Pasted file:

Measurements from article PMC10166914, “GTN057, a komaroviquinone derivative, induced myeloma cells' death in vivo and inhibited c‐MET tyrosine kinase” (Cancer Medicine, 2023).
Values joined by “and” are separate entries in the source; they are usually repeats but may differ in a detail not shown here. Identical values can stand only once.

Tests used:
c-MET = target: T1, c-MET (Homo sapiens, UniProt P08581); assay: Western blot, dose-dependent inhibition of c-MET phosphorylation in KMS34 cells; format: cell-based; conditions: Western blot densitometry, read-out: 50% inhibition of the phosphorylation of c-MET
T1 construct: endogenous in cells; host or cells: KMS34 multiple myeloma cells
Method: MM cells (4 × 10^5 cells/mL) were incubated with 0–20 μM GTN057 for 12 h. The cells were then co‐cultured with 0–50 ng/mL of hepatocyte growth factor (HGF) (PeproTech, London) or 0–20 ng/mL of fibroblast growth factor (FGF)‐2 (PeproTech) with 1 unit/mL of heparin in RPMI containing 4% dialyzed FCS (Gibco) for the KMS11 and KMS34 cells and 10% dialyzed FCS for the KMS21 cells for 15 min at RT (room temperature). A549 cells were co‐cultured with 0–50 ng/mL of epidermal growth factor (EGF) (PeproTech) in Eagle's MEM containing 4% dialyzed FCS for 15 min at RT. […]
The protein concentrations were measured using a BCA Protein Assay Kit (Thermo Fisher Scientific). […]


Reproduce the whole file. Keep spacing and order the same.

Measurements from article PMC10166914, “GTN057, a komaroviquinone derivative, induced myeloma cells' death in vivo and inhibited c‐MET tyrosine kinase” (Cancer Medicine, 2023).
Values joined by “and” are separate entries in the source; they are usually repeats but may differ in a detail not shown here. Identical values can stand only once.

Tests used:
c-MET = target: T1, c-MET (Homo sapiens, UniProt P08581); assay: Western blot, dose-dependent inhibition of c-MET phosphorylation in KMS34 cells; format: cell-based; conditions: Western blot densitometry, read-out: 50% inhibition of the phosphorylation of c-MET
T1 construct: endogenous in cells; host or cells: KMS34 multiple myeloma cells
Method: MM cells (4 × 10^5 cells/mL) were incubated with 0–20 μM GTN057 for 12 h. The cells were then co‐cultured with 0–50 ng/mL of hepatocyte growth factor (HGF) (PeproTech, London) or 0–20 ng/mL of fibroblast growth factor (FGF)‐2 (PeproTech) with 1 unit/mL of heparin in RPMI containing 4% dialyzed FCS (Gibco) for the KMS11 and KMS34 cells and 10% dialyzed FCS for the KMS21 cells for 15 min at RT (room temperature). A549 cells were co‐cultured with 0–50 ng/mL of epidermal growth factor (EGF) (PeproTech) in Eagle's MEM containing 4% dialyzed FCS for 15 min at RT. […]
The protein concentrations were measured using a BCA Protein Assay Kit (Thermo Fisher Scientific). […]